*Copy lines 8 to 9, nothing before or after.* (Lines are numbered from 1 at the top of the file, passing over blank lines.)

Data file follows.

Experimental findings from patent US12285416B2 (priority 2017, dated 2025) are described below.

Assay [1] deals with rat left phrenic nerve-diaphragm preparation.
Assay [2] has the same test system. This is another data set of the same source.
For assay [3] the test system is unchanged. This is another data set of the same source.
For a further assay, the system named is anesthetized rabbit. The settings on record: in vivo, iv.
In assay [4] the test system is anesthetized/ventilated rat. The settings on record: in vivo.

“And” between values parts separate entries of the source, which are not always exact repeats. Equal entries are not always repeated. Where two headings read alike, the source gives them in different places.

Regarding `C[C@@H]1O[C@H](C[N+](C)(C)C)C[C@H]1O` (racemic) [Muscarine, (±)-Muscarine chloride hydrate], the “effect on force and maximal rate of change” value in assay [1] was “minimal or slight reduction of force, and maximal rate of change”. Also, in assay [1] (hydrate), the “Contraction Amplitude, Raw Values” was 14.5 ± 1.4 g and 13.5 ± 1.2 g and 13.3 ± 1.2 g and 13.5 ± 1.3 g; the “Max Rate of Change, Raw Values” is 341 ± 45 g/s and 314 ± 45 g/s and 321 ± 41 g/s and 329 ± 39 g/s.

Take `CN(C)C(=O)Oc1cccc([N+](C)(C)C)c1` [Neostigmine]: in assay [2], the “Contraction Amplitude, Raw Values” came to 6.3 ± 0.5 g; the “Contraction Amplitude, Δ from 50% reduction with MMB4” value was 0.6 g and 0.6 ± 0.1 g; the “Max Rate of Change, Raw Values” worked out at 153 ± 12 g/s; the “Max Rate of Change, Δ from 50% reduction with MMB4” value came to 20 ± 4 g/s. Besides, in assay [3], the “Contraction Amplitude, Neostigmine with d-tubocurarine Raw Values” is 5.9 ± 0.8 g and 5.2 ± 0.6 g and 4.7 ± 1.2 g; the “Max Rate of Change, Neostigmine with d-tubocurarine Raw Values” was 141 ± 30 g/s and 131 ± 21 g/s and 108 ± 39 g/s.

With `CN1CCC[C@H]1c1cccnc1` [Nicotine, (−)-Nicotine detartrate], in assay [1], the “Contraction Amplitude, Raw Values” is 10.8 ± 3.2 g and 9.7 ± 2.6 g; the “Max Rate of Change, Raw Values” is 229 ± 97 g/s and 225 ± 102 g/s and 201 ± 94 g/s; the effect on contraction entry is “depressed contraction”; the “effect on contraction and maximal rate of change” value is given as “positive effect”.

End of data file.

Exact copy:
Regarding `C[C@@H]1O[C@H](C[N+](C)(C)C)C[C@H]1O` (racemic) [Muscarine, (±)-Muscarine chloride hydrate], the “effect on force and maximal rate of change” value in assay [1] was “minimal or slight reduction of force, and maximal rate of change”. Also, in assay [1] (hydrate), the “Contraction Amplitude, Raw Values” was 14.5 ± 1.4 g and 13.5 ± 1.2 g and 13.3 ± 1.2 g and 13.5 ± 1.3 g; the “Max Rate of Change, Raw Values” is 341 ± 45 g/s and 314 ± 45 g/s and 321 ± 41 g/s and 329 ± 39 g/s.

Take `CN(C)C(=O)Oc1cccc([N+](C)(C)C)c1` [Neostigmine]: in assay [2], the “Contraction Amplitude, Raw Values” came to 6.3 ± 0.5 g; the “Contraction Amplitude, Δ from 50% reduction with MMB4” value was 0.6 g and 0.6 ± 0.1 g; the “Max Rate of Change, Raw Values” worked out at 153 ± 12 g/s; the “Max Rate of Change, Δ from 50% reduction with MMB4” value came to 20 ± 4 g/s. Besides, in assay [3], the “Contraction Amplitude, Neostigmine with d-tubocurarine Raw Values” is 5.9 ± 0.8 g and 5.2 ± 0.6 g and 4.7 ± 1.2 g; the “Max Rate of Change, Neostigmine with d-tubocurarine Raw Values” was 141 ± 30 g/s and 131 ± 21 g/s and 108 ± 39 g/s.